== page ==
When we observe power and influence at the level of the group, then more specific factors become apparent – factors which should be noted by those who wish to implement Web 2.0 technologies. Conformance to organisational norms and rules of behaviour can be illuminated by psychological research into the adoption of group norms. The research of Sherif into the formation and influence of group norms and subsequently of Asch into conformance showed that people will subject themselves to group thinking, even when they know that thinking to be wrong. Sherif’s experiments showed differences between individuals’ judgments of the movement of tiny lights when done alone or in a group (the autokinetic effect).48 In a group, a ‘norm developed’ which was a convergence of the individual judgments. The group norm persists in the individuals, even when they revert to being asked individually for their judgments of the light movement.
Asch’s experiments involved a pre-organised group and one unknowing subject who were asked to choose which of three lines was the same length as a standard line.49 After selecting the correct line a few times, the pre-organised ‘conspirators’ began to choose the wrong one, leading to some discomfort in the unknowing subject. One third of all estimates (which were incorrect) were conformed to by the subject and 72 per cent of all subjects conformed at least once to a decision they observed to be false. On the other hand, it takes only a small amount of dissent (one other ‘planted subject’ for example) to shake off that self-imposed conformance and say what one believes to be correct. It is indeed likely that group norms and conformance will be reinforced by the open articulation of principles on organisation-wide Web 2.0 systems; it is also possible that any published dissent (if it is ever expressed) will make others aware that ‘they are not alone’.
When trying to influence people within a group to adopt a new pattern of work such as using Web 2.0 tools, the role of the group ‘leader’ becomes extremely important. There has been much research in cognitive and group psychology using experiments, action research and case study analysis of situations of power and influence.50 Let’s look at this from two perspectives: that of the leader trying to implement a change, and the person or people who need to adopt the change.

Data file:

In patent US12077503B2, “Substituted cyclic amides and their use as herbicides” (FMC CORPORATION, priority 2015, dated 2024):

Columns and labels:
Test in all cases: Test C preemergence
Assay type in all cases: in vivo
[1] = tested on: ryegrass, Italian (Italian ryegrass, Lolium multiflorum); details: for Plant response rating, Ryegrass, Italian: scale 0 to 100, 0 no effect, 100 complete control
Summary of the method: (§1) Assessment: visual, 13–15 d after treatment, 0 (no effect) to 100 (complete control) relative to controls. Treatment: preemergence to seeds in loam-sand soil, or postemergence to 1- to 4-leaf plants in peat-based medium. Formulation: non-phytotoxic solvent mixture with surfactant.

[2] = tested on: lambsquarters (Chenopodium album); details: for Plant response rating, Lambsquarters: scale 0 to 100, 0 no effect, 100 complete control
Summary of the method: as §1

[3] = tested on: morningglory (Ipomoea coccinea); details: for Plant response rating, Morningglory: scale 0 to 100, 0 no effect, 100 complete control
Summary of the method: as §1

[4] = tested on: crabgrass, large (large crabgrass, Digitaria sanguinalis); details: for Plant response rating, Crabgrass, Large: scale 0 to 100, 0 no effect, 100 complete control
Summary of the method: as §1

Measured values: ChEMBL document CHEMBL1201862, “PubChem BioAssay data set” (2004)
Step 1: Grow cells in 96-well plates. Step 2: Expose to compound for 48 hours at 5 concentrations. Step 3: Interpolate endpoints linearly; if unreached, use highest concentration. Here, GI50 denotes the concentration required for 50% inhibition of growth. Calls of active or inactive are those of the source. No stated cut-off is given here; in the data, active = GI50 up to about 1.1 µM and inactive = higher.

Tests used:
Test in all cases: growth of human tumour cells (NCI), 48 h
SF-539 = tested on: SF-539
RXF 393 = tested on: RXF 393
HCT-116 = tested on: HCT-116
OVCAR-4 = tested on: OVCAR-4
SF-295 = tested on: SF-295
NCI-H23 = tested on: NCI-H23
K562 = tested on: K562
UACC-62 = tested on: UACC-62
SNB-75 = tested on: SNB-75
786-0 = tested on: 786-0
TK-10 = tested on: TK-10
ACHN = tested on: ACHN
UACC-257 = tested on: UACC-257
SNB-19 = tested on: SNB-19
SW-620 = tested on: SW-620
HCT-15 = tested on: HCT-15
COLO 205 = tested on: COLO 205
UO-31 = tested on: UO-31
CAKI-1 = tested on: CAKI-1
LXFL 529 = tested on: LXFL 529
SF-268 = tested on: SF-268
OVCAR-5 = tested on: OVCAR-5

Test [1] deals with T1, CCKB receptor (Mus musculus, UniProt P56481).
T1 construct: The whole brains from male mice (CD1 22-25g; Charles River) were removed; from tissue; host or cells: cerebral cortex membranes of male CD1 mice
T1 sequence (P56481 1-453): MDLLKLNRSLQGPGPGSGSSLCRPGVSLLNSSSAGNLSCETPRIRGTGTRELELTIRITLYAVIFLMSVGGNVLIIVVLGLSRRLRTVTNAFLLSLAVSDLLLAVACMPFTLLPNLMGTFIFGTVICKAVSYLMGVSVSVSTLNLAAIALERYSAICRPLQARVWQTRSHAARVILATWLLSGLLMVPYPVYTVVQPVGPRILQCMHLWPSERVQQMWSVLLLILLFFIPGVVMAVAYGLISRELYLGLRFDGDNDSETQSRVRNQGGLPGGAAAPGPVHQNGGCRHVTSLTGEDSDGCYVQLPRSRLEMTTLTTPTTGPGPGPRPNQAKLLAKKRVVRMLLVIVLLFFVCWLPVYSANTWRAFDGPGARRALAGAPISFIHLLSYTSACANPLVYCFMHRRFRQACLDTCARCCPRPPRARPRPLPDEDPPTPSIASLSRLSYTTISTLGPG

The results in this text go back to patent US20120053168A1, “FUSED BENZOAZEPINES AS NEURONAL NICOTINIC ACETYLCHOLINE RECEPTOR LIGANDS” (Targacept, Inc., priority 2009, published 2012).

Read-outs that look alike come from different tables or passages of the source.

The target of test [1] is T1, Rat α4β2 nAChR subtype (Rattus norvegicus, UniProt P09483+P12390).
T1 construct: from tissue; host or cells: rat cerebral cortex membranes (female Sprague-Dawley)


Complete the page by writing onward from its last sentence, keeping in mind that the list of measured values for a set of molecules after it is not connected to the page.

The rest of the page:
To effect a change, a group leader or change initiator must firstly have resources of power (money, intelligence, the ability to promote or physical presence) and these must be valued by the group. The leader must be motivated to assert power – the gains must be worthwhile, the losses bearable and the outcome likely to be achieved. It must be the generally accepted role of the person to initiate change: the wielder of power should be fulfilling a role which is expected of them. The gains and costs for the subjects of the change should be within the scope of the leader to deliver. The most effective mode of exerting power is through persuasion, not coercion: coercion will lead to the withdrawal of consent and the need for constant performance monitoring. In other words, a manager of a work group who is worth following, who can reward and convince the team and who is motivated to use the Web 2.0 tools is more likely to wield influence effectively in the implementation of Web 2.0. In contrast, managers who are themselves not measured with regard to the improvements that Web 2.0 can bring to work systems (and so may be unlikely to see it as their role to effect such a change) or who cannot articulate them will be unlikely to succeed.